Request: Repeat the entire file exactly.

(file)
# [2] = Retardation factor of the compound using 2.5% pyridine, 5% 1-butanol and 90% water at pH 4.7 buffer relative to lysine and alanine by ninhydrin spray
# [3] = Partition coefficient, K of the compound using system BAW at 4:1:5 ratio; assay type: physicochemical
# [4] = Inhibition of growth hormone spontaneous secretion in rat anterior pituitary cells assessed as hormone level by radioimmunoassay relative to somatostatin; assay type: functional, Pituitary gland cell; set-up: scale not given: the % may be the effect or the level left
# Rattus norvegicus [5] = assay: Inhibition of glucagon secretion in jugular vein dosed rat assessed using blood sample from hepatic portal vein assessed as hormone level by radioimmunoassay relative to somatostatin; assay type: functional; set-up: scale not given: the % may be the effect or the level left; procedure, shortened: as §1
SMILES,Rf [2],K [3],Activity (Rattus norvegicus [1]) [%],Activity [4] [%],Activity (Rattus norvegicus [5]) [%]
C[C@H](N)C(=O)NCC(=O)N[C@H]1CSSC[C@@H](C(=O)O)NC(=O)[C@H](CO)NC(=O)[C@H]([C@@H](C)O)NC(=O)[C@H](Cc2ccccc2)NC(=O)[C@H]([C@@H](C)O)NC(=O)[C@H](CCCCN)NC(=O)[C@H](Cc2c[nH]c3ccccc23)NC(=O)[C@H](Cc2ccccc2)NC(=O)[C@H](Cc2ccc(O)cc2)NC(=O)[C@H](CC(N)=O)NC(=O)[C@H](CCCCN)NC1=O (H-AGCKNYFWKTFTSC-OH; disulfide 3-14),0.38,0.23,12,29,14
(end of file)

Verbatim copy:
# [2] = Retardation factor of the compound using 2.5% pyridine, 5% 1-butanol and 90% water at pH 4.7 buffer relative to lysine and alanine by ninhydrin spray
# [3] = Partition coefficient, K of the compound using system BAW at 4:1:5 ratio; assay type: physicochemical
# [4] = Inhibition of growth hormone spontaneous secretion in rat anterior pituitary cells assessed as hormone level by radioimmunoassay relative to somatostatin; assay type: functional, Pituitary gland cell; set-up: scale not given: the % may be the effect or the level left
# Rattus norvegicus [5] = assay: Inhibition of glucagon secretion in jugular vein dosed rat assessed using blood sample from hepatic portal vein assessed as hormone level by radioimmunoassay relative to somatostatin; assay type: functional; set-up: scale not given: the % may be the effect or the level left; procedure, shortened: as §1
SMILES,Rf [2],K [3],Activity (Rattus norvegicus [1]) [%],Activity [4] [%],Activity (Rattus norvegicus [5]) [%]
C[C@H](N)C(=O)NCC(=O)N[C@H]1CSSC[C@@H](C(=O)O)NC(=O)[C@H](CO)NC(=O)[C@H]([C@@H](C)O)NC(=O)[C@H](Cc2ccccc2)NC(=O)[C@H]([C@@H](C)O)NC(=O)[C@H](CCCCN)NC(=O)[C@H](Cc2c[nH]c3ccccc23)NC(=O)[C@H](Cc2ccccc2)NC(=O)[C@H](Cc2ccc(O)cc2)NC(=O)[C@H](CC(N)=O)NC(=O)[C@H](CCCCN)NC1=O (H-AGCKNYFWKTFTSC-OH; disulfide 3-14),0.38,0.23,12,29,14